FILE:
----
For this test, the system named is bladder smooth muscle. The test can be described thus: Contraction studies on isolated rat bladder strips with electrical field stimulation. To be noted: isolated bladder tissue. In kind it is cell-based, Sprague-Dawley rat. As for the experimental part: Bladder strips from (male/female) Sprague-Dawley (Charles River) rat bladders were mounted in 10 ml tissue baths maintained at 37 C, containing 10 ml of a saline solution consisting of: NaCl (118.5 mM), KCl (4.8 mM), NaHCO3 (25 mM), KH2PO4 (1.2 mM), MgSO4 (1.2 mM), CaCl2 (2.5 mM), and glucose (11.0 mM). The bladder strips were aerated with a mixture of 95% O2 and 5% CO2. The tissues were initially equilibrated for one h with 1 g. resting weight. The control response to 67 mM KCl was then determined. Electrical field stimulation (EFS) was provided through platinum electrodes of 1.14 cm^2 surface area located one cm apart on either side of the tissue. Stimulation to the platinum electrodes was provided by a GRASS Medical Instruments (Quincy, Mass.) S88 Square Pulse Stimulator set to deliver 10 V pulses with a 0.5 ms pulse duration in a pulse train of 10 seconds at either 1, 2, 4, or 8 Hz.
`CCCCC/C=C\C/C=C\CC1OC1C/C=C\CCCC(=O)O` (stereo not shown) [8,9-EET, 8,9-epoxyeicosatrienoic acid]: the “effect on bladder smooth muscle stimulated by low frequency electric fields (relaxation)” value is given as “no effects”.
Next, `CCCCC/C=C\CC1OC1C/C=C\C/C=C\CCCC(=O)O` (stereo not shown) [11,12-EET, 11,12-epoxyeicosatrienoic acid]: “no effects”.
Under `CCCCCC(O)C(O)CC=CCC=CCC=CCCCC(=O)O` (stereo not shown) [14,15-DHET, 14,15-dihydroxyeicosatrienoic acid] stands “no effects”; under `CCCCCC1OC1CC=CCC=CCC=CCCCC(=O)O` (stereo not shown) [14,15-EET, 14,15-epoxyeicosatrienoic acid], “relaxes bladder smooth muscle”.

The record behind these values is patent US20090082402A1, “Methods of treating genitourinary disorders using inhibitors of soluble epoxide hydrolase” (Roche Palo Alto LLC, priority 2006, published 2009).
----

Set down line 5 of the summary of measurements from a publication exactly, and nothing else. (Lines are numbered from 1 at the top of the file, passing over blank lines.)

The record behind these values is patent US20090082402A1, “Methods of treating genitourinary disorders using inhibitors of soluble epoxide hydrolase” (Roche Palo Alto LLC, priority 2006, published 2009).